Morocco Review


The Kingdom of Morocco is located in North Western Africa. It is bordered to the North by the Strait of Gibraltar and the Mediterranean sea, to the West by the Atlantic coast. Its neighboring country to the East is Algeria and to the South is Mauritania.

The territory of Morocco is approximately 710,8S0 square Kilometers. The Moroccan coast extends over 3,500 Km.

Morocco has primarily a Mediterranean climate. The Atlas region has sufficient rainfall with frequent snow. In the South, a desert climate prevails.

Main river: Draa (1,200 Km); Oum Rbia (600 Km); Sebou (500 Km); Moulouya (450 Km); Bouregreg (250 Km).

Main Mountains: Rif (2, 465 m); Middle Atlas (3,326 m); High Atlas (4,165 m); Anti Atlas (2,531 m).


The Population is approximately 25 million (1991) and it is concentrated in the largest cities:Casablanca, Rabat, Marrakesh, Fes, Tangier and Laayoun.

Arabic is the National language but French is widely spoken in the North and the South.

Islam is the State religion. Except for a rather small Jewish community, all Moroccans are Muslim. The Constitution guarantees the freedom of religion and states that the King is the "Amir Al Muminin" (the Commander of the faithful). Morocco has been known for centuries as a land of religious tolerance where Churches, Synagogues and Mosques coexist in peaceful harmony. Churches and Synagogues thrive especially in the large cities which now accommodate a large foreign community.


Before the arrival of the Arabs, the country was inhabited by Berbers who were influenced by Rome. In the year 681, the Arabs (led by Okba Ibn Nafi), brought with them a new language, Arabic, and a new religion, Islam. The Muslim troops, convinced that there was no more land beyond Morocco's Atlantic coast to conquer in the name of God, started to spread Islam throughout sub-Saharan Africa and Europe. The Muslims, led by Tarik Ibn Ziad, crossed the Straight of Gibraltar, conquered Spain and Portugal but were stopped in Poitier (South of France).

In 788, Moulay Idriss created the Idrissid Dynasty and the first Muslim State in the West. The country has since been ruled by a number of dynasties (The Almoravides, The Almohades, The Merinides, and the Saadians).In 1660, the current ruling Alaouite Dynasty succeeded in keeping out invaders. Many coastal cities like Tangier, El Jadida, and Essaouira were occupied at different times by European powers, mainly Spain and Portugal.

In 1912, Morocco became a French protectorate while Spain occupied the North and the South of the country. After World War I, Tangier became an International Zone (occupied by over 20 Western countries, including the USA).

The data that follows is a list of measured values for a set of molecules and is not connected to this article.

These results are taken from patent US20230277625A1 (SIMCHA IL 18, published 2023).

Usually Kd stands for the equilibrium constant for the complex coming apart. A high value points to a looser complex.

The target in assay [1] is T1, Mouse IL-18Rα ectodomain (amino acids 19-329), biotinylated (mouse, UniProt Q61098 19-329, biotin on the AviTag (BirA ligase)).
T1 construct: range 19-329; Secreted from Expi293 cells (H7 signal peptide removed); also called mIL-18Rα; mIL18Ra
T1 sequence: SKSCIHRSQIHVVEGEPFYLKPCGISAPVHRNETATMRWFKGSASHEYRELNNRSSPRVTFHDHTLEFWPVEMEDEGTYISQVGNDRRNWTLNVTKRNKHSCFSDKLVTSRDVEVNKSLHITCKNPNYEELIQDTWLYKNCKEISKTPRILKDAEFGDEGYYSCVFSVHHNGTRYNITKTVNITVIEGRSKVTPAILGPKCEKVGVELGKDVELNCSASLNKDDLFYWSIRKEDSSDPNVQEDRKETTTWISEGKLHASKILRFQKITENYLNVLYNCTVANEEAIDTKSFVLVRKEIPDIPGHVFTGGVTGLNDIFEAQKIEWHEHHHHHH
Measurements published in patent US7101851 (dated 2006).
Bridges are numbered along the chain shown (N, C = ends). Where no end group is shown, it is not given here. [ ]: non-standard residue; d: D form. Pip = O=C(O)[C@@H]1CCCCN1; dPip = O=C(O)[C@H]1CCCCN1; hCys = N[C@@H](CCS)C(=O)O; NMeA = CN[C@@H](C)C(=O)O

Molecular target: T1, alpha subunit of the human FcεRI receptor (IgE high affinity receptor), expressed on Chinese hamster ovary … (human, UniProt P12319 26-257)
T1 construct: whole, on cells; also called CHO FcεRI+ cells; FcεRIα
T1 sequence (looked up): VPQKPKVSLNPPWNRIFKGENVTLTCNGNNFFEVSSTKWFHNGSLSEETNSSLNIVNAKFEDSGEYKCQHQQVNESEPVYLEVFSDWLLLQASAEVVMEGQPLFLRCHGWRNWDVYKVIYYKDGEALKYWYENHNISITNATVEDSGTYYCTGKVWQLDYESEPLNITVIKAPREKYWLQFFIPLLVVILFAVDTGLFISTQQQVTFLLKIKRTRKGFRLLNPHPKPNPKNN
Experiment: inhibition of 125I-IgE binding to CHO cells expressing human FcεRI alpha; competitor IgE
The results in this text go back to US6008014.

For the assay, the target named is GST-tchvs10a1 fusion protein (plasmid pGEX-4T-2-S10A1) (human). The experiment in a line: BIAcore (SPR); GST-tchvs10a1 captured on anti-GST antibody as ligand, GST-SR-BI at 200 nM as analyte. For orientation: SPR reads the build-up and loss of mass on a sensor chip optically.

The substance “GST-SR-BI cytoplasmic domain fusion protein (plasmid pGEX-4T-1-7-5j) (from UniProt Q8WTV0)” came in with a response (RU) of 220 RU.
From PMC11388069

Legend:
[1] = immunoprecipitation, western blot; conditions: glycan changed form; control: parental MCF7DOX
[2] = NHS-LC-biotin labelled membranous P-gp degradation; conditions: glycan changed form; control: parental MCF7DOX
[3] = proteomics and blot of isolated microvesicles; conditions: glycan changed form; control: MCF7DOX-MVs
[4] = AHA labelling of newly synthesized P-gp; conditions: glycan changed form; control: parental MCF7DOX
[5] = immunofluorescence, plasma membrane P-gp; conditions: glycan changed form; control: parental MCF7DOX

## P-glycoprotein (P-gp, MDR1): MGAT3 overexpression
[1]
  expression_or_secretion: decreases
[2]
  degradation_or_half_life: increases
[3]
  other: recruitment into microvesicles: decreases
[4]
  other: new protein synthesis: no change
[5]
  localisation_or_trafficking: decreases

Morocco finally gained its Independence in 1956. The Saharan provinces (under Spanish control) were returned to the Kingdom after the "Green March" organized by King Hassan II in 1975. In spite of Moroccan independence, two cities (Sebta and Mellilia), in Northern Morocco are still administered by Spain.


In 1787, Morocco became the first nation to recognize the newly independent United States of America. A letter was addressed By the Sultan Sidi Mohamed Ben Abdallah to George Washington to tell him that he had instructed his naval vessels to respect and protect the ships of the American colonies. After the American Revolution, the United States concluded a Treaty of Peace and Friendship with Morocco, still in effect today, which makes it the longest standing unbroken treaty that the United States has had with any nation.


The Kingdom of Morocco is an Islamic, Democratic and Social Constitutional Monarchy. It is an African country and belongs to the Maghreb region. Since the enthronement of His Majesty King Hassan II in 1961, Morocco has played a dynamic role in major international and regional organizations (The United nations, the Arab Maghreb Union, The Arab League, the Al Qods committee etc.)

The Constitution: the 1972 Moroccan Constitution, revised on September 4, 1992, guarantees : the freedom of movement, equal rights to education and to employment, multiple political parties, the right to strike and the respect of human rights as they are universally recognized.

The Government

The Executive Branch: - The Ring is the Head of State and the Spiritual Leader of the Nation. He appoints the Prime Minister, promulgates the laws and is the Commander in Chief of the Armed Forces.

The Government is composed of a Prime Minister and a Cabinet of Ministers (appointed by the King upon proposition of the Prime Minister). It is responsible to the King and the House of Representatives. It enacts the laws and oversees the bureaucracy.

The Legislative Branch: The Legislative branch consists of a Parliament elected for 6 years. There are 333 deputies including 2 women. Two-thirds of the members are elected by universal direct suffrage and one-third by indirect vote (municipal, labor and professional electoral college).